Sure, we can’t get all the goods we are used to from the U.S. in Las Varas. I miss natural peanut butter, organic berries and lettuce, good wine, imported cheeses, gourmet chocolate and dill pickles (although I’m starting to make my own pickles now). I could get all these things if I was willing to make the four-hour round trip drive to Puerto Vallarta every week, but I’m not. So I guess I don’t miss them all that much. Instead, we embrace and relish in what we can get locally that we can’t get in CO – like fresh fish and seafood, tropical fruit and cheap avocados.
Hands down, one thing that’s much easier in the U.S. than Mexico is driving. Maybe it’s that I’m not yet accustomed to Mexican driving norms, or maybe it really is much crazier here. In Mexico, you pull off to the right to make a left hand turn across traffic. Passing in no passing zones is a national pastime. Shoulders are basically non-existent. It is common to encounter people walking down the side of major highways, as well as dogs, cows, horses, goats and chickens. In Chacala, all the streets are dirt or cobblestone. They are riddled with potholes and deep gullies carved by rainwater runoff. Driving from one end of town to the other will leave your insides jumbled. (Maya loves it.) When we were back in Louisville, roads I once thought were plagued with potholes were nothing in comparison. I was amazed every time we took a drive at how smooth and easy it was, and how wide all the lanes were.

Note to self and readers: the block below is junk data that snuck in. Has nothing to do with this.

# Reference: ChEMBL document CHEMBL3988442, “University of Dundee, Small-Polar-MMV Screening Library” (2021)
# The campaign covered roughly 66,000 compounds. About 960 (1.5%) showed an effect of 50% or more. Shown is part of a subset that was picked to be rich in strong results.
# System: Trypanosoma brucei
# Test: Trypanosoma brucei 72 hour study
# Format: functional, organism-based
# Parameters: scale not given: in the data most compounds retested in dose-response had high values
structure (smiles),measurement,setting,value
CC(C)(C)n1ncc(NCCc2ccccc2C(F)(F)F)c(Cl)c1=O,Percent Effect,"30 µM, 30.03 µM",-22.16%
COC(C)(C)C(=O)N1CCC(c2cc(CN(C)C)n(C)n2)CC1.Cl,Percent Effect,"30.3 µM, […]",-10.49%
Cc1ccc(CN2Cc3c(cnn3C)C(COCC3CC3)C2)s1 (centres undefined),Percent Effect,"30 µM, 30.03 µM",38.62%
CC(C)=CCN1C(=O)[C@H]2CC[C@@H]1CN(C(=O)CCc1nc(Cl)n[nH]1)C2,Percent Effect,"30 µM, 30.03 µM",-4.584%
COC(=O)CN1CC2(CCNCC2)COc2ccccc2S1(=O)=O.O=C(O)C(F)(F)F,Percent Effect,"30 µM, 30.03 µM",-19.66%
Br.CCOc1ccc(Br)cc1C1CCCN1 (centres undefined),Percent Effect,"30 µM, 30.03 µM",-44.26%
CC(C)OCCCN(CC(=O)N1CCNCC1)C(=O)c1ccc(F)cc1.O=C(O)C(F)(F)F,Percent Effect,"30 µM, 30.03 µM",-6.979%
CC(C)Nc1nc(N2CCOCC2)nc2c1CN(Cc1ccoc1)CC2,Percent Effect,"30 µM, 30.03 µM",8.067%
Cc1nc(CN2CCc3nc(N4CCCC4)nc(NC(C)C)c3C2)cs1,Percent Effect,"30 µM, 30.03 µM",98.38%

I could go on and on with examples of how things are easier or better in one location vs. another. But suffice it to say, going back to the States reminded us of what we appreciate about BOTH places. At the end of the day, we are so grateful to be able to call both Chacala and Louisville our home.